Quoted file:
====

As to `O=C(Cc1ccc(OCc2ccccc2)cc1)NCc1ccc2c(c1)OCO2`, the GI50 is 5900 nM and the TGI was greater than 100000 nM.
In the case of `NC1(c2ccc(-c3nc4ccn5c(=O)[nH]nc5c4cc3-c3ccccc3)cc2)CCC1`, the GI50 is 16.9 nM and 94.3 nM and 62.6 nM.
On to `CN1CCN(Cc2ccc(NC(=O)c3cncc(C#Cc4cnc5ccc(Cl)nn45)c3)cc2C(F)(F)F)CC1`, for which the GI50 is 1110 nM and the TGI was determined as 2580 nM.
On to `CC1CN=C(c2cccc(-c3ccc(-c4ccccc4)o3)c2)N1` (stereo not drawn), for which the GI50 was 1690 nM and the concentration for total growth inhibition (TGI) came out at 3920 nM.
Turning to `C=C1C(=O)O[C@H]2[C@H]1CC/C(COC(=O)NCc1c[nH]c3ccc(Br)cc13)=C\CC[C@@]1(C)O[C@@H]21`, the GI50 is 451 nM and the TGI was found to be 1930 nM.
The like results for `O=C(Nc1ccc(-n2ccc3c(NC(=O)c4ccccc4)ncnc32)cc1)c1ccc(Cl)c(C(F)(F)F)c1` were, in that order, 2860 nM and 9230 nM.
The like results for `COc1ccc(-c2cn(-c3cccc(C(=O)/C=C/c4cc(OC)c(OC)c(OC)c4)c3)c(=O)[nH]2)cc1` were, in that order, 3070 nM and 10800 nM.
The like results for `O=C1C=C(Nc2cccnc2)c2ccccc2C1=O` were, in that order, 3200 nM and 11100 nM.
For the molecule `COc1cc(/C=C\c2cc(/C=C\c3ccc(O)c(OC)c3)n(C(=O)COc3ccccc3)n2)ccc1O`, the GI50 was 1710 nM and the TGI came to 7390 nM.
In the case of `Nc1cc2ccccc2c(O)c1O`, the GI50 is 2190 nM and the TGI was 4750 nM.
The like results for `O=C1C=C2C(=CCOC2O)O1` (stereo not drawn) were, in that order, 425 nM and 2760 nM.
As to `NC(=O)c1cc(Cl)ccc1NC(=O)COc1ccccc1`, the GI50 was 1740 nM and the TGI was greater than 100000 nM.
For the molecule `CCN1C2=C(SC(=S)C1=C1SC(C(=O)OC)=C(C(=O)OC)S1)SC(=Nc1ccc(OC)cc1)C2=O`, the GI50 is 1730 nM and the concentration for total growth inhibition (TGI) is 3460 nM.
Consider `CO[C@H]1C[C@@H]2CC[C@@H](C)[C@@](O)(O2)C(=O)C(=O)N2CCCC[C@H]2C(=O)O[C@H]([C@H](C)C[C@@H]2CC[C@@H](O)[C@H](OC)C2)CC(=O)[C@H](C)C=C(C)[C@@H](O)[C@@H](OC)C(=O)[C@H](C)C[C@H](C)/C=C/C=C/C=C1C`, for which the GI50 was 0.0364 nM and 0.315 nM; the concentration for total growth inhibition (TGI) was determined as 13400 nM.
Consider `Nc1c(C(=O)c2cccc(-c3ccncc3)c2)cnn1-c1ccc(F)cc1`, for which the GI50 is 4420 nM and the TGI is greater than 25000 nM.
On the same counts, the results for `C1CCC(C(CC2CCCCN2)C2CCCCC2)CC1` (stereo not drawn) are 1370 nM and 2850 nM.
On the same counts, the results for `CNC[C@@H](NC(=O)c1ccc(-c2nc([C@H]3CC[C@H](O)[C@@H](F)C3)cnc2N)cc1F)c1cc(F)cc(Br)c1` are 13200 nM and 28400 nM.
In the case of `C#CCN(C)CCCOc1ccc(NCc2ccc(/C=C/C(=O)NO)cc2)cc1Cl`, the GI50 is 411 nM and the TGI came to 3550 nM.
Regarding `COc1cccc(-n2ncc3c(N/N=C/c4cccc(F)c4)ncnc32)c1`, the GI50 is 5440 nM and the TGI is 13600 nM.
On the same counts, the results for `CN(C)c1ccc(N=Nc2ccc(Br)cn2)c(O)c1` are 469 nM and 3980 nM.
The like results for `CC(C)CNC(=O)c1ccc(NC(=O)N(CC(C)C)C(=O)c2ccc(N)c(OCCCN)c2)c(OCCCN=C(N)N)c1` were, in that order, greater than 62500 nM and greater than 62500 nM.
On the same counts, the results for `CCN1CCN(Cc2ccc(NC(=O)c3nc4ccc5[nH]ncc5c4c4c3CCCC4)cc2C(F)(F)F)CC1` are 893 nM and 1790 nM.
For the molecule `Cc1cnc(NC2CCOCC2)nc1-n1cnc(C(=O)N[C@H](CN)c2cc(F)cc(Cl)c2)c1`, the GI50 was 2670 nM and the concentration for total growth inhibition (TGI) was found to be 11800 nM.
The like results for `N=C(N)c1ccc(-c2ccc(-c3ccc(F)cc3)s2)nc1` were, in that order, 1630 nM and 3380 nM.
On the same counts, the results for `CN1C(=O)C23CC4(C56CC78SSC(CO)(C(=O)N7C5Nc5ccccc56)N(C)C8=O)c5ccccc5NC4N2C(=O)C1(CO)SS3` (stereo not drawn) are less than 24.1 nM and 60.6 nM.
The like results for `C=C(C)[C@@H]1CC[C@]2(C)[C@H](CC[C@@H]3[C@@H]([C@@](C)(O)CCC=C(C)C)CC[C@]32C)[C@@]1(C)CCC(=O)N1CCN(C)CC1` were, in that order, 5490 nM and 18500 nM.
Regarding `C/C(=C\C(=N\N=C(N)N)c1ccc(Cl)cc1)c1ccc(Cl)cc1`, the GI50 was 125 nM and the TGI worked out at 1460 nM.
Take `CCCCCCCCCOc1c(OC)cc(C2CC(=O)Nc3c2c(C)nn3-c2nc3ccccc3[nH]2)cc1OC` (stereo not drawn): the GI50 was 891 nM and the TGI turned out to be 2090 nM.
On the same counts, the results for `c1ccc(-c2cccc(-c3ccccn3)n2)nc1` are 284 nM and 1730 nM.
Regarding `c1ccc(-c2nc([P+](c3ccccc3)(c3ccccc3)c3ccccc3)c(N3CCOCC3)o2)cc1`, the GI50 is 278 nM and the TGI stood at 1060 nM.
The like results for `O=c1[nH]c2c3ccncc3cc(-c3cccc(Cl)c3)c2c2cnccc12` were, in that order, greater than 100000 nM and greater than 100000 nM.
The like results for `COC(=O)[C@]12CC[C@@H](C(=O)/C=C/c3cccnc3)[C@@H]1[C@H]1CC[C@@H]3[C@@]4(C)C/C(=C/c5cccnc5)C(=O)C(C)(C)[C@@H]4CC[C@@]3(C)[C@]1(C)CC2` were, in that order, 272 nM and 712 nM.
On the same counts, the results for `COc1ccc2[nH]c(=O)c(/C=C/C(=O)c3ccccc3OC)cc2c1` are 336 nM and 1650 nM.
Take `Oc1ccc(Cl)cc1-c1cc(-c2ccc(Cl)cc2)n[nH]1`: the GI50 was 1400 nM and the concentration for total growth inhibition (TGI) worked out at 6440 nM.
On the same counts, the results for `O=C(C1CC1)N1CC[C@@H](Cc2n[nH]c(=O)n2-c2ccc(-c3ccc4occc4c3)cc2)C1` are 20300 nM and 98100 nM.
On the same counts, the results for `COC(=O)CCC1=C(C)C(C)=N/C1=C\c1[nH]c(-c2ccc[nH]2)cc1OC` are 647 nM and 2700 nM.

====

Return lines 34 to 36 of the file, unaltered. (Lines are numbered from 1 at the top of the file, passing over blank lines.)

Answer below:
Take `Oc1ccc(Cl)cc1-c1cc(-c2ccc(Cl)cc2)n[nH]1`: the GI50 was 1400 nM and the concentration for total growth inhibition (TGI) worked out at 6440 nM.
On the same counts, the results for `O=C(C1CC1)N1CC[C@@H](Cc2n[nH]c(=O)n2-c2ccc(-c3ccc4occc4c3)cc2)C1` are 20300 nM and 98100 nM.
On the same counts, the results for `COC(=O)CCC1=C(C)C(C)=N/C1=C\c1[nH]c(-c2ccc[nH]2)cc1OC` are 647 nM and 2700 nM.